Practical beta limit in ITER-shaped discharges in DIII-D and its increase by higher collisionality
Successful steady-state tokamak operation requires operating at the highest possible beta value while avoiding both ideal and resistive magnetohydrodynamics (MHD) instabilities which reduce confinement and induce disruption. The maximum operational beta in single-null divertor (SND), long-pulse discharges in DIII-D with a cross-sectional shape similar to the proposed ITER tokamak is found to be limited not by ideal modes but by the onset of resistive MHD instabilities. Two possible means have been identified as the cause of the onset of these instabilities. Resistive tearing modes that occur at rational surfaces q = m/n cause reconnection into islands of full width w. The island onset and growth can be due to either free energy from an unstable current profile or to a helical bootstrap current which amplifies a seed island. These mechanisms are tested using accurate MHD equilibria reconstructions with the code EFIT using the external magnetics, local measurements of the internal poloidal field with the 16 channel motional Stark effect diagnostic and the measured pressure profile.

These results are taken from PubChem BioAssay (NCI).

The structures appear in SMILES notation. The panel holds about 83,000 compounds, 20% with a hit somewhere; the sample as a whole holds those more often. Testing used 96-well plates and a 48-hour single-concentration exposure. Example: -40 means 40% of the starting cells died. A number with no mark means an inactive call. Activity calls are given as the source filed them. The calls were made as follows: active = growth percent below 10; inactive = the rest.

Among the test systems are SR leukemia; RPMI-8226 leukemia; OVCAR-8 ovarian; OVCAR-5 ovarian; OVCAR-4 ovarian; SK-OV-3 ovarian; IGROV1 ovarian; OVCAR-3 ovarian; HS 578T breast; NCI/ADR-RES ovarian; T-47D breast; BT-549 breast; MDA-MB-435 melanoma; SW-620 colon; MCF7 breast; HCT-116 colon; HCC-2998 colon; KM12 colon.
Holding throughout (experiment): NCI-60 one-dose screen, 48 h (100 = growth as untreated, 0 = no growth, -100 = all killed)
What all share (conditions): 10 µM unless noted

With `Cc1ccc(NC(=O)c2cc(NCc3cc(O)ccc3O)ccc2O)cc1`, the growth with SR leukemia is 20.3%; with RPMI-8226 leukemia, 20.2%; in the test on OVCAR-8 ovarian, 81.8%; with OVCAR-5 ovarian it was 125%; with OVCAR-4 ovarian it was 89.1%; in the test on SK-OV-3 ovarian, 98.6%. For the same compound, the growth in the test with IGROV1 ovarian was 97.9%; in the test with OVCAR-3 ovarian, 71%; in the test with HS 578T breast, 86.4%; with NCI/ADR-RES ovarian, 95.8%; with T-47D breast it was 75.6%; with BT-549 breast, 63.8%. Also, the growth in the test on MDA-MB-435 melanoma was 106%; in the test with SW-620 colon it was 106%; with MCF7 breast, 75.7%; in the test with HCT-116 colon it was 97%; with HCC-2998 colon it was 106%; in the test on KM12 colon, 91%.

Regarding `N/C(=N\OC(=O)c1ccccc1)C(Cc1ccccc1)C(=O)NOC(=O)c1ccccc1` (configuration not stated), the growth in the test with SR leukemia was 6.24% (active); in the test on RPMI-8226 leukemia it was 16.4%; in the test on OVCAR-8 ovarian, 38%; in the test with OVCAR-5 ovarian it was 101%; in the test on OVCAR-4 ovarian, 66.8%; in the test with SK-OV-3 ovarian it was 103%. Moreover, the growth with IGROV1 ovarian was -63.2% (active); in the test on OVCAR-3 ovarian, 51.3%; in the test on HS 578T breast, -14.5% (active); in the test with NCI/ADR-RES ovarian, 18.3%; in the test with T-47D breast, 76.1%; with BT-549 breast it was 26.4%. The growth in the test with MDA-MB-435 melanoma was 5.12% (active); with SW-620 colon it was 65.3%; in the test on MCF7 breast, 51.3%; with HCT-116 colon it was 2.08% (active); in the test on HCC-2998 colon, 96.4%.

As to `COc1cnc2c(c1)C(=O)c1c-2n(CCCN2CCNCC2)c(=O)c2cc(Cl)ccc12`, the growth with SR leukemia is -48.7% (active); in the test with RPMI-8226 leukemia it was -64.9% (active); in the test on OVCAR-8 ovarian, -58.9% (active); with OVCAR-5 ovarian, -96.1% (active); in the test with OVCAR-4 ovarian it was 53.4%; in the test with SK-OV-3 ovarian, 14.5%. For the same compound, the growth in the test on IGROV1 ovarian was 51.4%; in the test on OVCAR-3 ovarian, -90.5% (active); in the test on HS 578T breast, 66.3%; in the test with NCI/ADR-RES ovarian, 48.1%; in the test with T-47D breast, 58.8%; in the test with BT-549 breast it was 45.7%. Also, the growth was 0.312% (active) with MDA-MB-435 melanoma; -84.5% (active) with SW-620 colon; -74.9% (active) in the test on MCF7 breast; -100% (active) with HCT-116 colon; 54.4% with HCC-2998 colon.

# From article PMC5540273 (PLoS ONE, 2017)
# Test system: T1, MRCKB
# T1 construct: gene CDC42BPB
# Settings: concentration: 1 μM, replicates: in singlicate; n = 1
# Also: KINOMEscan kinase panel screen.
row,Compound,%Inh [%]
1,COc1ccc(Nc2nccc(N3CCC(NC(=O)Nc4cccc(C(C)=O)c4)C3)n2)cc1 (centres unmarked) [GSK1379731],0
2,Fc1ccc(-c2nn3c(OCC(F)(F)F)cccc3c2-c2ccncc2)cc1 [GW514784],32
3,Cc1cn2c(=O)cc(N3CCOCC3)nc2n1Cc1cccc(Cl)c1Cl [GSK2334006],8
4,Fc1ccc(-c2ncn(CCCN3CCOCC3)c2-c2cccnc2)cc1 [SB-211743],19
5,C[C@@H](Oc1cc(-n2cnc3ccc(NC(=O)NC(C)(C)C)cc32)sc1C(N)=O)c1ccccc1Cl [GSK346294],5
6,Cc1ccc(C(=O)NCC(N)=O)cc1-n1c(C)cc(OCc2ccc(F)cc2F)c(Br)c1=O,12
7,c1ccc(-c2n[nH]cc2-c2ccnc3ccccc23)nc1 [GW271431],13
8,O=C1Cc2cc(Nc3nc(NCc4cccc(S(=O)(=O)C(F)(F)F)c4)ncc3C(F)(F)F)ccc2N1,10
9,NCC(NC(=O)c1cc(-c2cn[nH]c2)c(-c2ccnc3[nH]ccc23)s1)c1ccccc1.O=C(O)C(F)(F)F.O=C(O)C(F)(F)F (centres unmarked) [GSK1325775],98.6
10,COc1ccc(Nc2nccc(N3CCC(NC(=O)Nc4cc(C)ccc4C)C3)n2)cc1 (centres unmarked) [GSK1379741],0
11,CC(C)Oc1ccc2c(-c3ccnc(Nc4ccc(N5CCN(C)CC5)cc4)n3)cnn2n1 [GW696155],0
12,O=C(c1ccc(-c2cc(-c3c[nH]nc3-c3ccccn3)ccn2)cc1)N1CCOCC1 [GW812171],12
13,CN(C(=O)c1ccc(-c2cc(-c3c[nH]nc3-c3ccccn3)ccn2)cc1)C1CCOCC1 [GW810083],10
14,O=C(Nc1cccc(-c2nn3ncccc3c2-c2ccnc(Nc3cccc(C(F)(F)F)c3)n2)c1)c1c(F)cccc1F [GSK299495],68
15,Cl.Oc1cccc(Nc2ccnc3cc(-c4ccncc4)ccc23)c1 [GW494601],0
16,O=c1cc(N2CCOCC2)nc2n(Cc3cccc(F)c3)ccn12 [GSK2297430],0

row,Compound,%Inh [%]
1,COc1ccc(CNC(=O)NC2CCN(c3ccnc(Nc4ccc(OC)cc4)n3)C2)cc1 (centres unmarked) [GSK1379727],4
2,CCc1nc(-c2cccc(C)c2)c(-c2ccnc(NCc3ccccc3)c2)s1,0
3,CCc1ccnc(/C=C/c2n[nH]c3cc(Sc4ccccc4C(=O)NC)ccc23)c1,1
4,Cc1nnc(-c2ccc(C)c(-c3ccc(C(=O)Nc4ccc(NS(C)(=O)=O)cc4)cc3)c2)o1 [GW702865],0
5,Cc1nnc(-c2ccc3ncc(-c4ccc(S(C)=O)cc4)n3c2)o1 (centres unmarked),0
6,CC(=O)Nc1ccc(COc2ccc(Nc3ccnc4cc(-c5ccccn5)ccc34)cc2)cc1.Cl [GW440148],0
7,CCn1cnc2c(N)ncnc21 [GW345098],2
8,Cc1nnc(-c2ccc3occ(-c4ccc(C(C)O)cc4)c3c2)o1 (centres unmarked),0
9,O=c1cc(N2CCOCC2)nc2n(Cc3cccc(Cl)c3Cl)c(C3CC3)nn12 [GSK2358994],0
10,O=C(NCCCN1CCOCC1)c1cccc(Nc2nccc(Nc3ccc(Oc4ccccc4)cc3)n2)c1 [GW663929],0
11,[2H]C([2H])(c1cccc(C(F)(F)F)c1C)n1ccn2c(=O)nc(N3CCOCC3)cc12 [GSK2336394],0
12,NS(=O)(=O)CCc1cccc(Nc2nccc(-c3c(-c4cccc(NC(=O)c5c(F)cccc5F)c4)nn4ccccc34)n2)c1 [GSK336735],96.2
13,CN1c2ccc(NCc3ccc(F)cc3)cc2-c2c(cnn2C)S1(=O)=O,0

Bibliographic Reference: Article: Proceedings of the 16th IAEA Fusion Energy Conference (1996) pp. 148-149
Record Number: 199810144 / Last updated on: 1998-02-12
Original language: en
Available languages: en